The (Truly) Ultimate Guide to Buying a House in the San Francisco Bay Area



As anyone who lives in the San Francisco Bay Area will tell you, it is truly a place like no other. The tech industry beckons with its surfeit of good paying jobs, the restaurant scene rivals that of any world capital, oh—and where else can you ski in the mountains one weekend, and then kayak with sea otters the next?

So while it’s not hard to understand why so many people are clamoring to buy a home in the Bay Area, those incredible perks are offset by one major drawback—a sky-high real estate market.

And when we say sky-high, we mean sky-high: The median price for a single-family home in the Bay Area as of December 2016 was $680,000, up 3% from the year before. When Zillow ranked the 10 most expensive housing markets in the United States in November 2016, San Francisco and San Jose topped the list.

In San Francisco proper, the median home value is a whopping $1.14 million. (Worth repeating: the average is $1.14 million.) Across the Bay, Oakland’s median value of $662,400 looks more promising for first-time homebuyers in the San Francisco area, but houses in the city’s most desirable neighborhoods, such as Rockridge, still top the million-dollar mark as well.

Not only are prices high, but because the San Francisco and San Jose metro areas are among the hottest real estate markets in the country, competition to purchase properties—even at mind-blowing prices—is intense. All 10 of the cities identified in a 2016 CoreLogic study as having the nation’s most bidding wars were in the Bay Area. In the city of San Francisco, CoreLogic reported that six out of 10 home sales involved multiple bidders in the second quarter of 2016, driving the typical sale price 12% beyond its listing price.

High home prices paired with high competition and few homes available for purchase equals a pretty insane housing market to enter. Which you probably already knew, but still, it’s worth detailing how we got to here. And while the Bay Area market has showed signs of cooling, the competition isn’t expected to slow down anytime soon, so it’s best to know what you’re in for ahead of time.

Facing the competition

As noted, if you’re thinking about house hunting in the Bay Area, competition will affect every stage of the homebuying process, from finding the most desirable neighborhood through the closing. While most young professionals would love to settle on a trendy block with great amenities, the reality is that first-time homebuyers are generally forced to be flexible about location.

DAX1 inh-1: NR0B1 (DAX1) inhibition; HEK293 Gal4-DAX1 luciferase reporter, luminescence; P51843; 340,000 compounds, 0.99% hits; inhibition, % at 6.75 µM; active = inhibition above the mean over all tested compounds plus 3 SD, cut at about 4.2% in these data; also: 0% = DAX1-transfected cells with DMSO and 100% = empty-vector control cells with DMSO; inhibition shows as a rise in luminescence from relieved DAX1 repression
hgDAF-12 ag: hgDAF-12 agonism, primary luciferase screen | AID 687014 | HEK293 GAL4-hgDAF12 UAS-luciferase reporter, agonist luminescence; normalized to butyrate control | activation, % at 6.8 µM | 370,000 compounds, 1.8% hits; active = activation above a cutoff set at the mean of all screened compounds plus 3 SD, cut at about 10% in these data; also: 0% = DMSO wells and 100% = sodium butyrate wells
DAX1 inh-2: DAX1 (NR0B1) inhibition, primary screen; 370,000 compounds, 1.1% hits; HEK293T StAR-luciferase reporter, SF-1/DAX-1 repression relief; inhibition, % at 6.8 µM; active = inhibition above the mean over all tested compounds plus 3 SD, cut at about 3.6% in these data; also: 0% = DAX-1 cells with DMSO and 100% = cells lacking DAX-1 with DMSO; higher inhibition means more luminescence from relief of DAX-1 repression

For example, house hunters who may have never previously set foot in a high-crime neighborhood, such as deep East Oakland, are now buying homes there. They’re also venturing into towns previously thought of as too out of the way, such as Vallejo, which is 32 miles outside of San Francisco, but has a direct ferry connection to the city. In fact, Realtor.com just called Vallejo the hottest market in the country.

Yes. It’s crazy. Because of the intense competition in the Bay Area, house hunters are always on the lookout for useful intelligence that might give them an edge.

Just what might give you that edge? You could try avoiding a bidding war by identifying a property to buy before it hits the market. Ways to go about this include finding properties that aren’t listed by scouring Craigslist and local social media groups, walking around neighborhoods and asking friends and family who live there if they know of imminent sales, and working with an agent who has a solid network.

Or you could try convincing owners to sell. If you already rent a home in the Bay Area and love it enough to buy it, let your landlord know you’re interested in making an offer. Sometimes people are able to purchase homes from their landlords that they would not have otherwise been able to afford, because the landlord was willing to accept their offer to save themselves the trouble of fixing up the home and listing it.

While those methods aren’t always a guarantee, they could (in conjunction with pursuing other homes the more traditional route) ease up the stress of the competition just a bit.

Finding your perfect neighborhood

Because you’re going head to head with other home buyers in some of the most sought-after neighborhoods, you might not get your first pick neighborhood, or even your second. Hence, as you’re shopping around and you come upon an unfamiliar neighborhood that looks affordable and meets your other criteria, research is important. Walk around to see if you feel comfortable there. Check crime statistics, but remember that a neighborhood is more than just its stats.